academic community. At the National Meetings of the Academy of Management,
many researchers met to discuss their work in the area of quality management
(TQM Caucuses, 1992; 1993). However, several individuals admitted to having
removed the term “quality” from their manuscripts, in order to be considered for
publication in the major management journals. This is one more indication that
quality management has yet to be accepted and respected as being worthy of
organizational behaviour research.

Resistance to the Quality Management Paradigm

There is often strong resistance to new ways of thinking and new forms of
organizing. This is a phenomenon often studied in organizational research.
JOCM Ironically, in terms of quality, this very phenomenon is found among organizational
7,2 researchers themselves. Support for research on quality is fuelled by a surprising
source – the business community. This support was seen in an open letter printed
in Harvard Business Review, December, 1991, in which many CEOs from major
US firms implored business schools to address the issue of TQM, both in adding
it to school curricula as well as incorporating the values into their own organizations.
8 As Lyman Porter stated at the National Academy of Management Meeting (1992):
This is the first organized effort on the part of the business community to influence the business
school curricula. This is an issue that will not go away. It is something that we, as administrators
of business schools, must address.

This role by the business community (influencing the focus of organizational

research) is not a typical occurrence. The result is that many organizational
behaviour researchers are still sceptical of the value of research in the quality
A second factor inhibiting research on quality is the fact that the implementation
of quality programmes on an organizational level represents a paradigmatic shift
from the traditional form of management espoused by most American executives.
The United States has evolved from world leader to one of many global competitors.
However, the traditional, individualistic paradigm of management and performance
persists in most organizations. The need to work together in teams, at all levels
of the organization (including cross-functionally) is vital to organizational survival.
Yet, as Kuhn (1970) reminds us, the shifting of paradigms does not occur easily.
Change of such magnitude is not incremental, but rather a framebreaking change
in organizational functioning and organizing, making it both difficult to implement
and difficult to study.

Defining the Quality Construct

Another issue responsible for inhibiting research on quality is the multi-faceted
nature of the quality construct. Garvin identifies five separate definitions of
quality (Garvin, 1986). The first two are cognitive, based on perceptions of
individuals assessing quality of a product or service. The remaining three are
concrete in terms of operationalizing the meaning of quality and the ease of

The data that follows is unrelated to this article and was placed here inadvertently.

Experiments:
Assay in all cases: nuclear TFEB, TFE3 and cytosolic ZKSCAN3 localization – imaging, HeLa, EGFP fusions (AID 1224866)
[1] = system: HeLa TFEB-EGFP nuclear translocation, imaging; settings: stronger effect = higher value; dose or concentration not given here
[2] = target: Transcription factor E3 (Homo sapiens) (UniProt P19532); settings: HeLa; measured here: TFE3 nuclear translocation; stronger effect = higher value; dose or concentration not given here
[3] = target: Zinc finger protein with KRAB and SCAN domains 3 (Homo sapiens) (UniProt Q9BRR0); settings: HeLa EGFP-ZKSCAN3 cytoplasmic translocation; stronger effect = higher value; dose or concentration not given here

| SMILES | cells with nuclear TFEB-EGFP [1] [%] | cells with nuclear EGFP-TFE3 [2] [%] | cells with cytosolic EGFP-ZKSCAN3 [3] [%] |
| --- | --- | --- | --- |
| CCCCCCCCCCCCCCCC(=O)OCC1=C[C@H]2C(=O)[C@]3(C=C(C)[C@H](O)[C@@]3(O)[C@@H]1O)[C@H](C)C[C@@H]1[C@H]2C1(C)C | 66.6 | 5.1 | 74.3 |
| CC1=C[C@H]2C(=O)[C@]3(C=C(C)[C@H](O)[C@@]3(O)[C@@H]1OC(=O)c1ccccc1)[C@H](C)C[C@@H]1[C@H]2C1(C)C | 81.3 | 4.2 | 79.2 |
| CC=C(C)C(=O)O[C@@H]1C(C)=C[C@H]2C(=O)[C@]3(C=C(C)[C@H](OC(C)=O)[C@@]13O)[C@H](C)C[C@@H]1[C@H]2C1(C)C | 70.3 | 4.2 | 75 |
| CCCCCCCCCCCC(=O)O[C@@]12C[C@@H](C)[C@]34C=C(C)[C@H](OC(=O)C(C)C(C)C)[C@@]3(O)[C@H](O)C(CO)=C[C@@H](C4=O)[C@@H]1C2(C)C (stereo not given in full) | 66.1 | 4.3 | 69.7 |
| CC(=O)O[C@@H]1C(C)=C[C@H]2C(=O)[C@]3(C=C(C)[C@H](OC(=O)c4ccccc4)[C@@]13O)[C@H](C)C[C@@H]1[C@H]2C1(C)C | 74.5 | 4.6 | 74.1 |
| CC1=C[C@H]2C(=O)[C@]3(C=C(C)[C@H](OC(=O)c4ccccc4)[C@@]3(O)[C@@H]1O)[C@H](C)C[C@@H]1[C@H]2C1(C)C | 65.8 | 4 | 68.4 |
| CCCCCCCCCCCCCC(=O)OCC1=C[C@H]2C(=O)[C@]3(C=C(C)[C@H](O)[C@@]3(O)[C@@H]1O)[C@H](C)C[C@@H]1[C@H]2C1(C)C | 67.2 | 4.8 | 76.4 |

comparison with other organizations. The first two definitions include the
transcendent view of quality, i.e. an abstract property that we learn to recognize
through experience (“I know it when I see it”). The value-based definition of
quality is viewed from the perspective of utility theory in economics (Leftwich,
1979) and is defined in terms of costs and prices – the provision of product or
service at acceptable cost or price. The determination of value is a subjective
judgement on the part of the consumer. This is the anchor of the majority of
research in the service sector – exploring the gaps between perceived expected
value and actual value (Abshire and Premeaux, 1991; Murdick et al., 1990;
Parasuraman et al., 1985).
The remaining three definitions of quality are most heavily utilized in the Quality
writings of the operations management literature and the quality “gurus”, such Management
as Deming (1986), Juran (1988), and Crosby (1984):
(1) User-based definition: Quality is measured by the degree to which the
wants and needs of customers are satisfied.
(2) Product-based definition: Quality refers to the amount of desired attributes 9
contained in the product.
(3) Manufacturing-based definition: Quality is measured by the percentage
of scrap or rework required during the production process.
Given this variety of definitions, the gereralizability of research on quality is very
low (Garvin, 1988). For example, Leonard and Sasser (1982) discuss the need to
improve the overall level of “quality” in organizations, referring both to product
and process quality. Modaress and Ansari (1989) surveyed US manufacturing
firms to determine the “level” of quality (i.e. the extent of quality technique
implementation). In addition Hauser and Clausing (1988) define quality according
to how the needs of the customer are translated and implemented by those on
the manufacturing floor. Such variety has added to the confusion in quality
research as various authors discuss different aspects of quality.

Research on Quality Issues

While quality programmes have existed in organizations for quite some time,
research on quality issues has lagged far behind. This is partly due to the unique
way in which the quality management paradigm was brought to the attention
of organizational behaviourists. It is also due to the difficulty which researchers
have had both in defining quality and in placing quality management research
into the organizational research paradigm. The implementation of quality
programmes invariably leads to changes in the organization, affecting people,
tasks, technology, and structure (Leavitt, 1965). Can we infer a causal relationship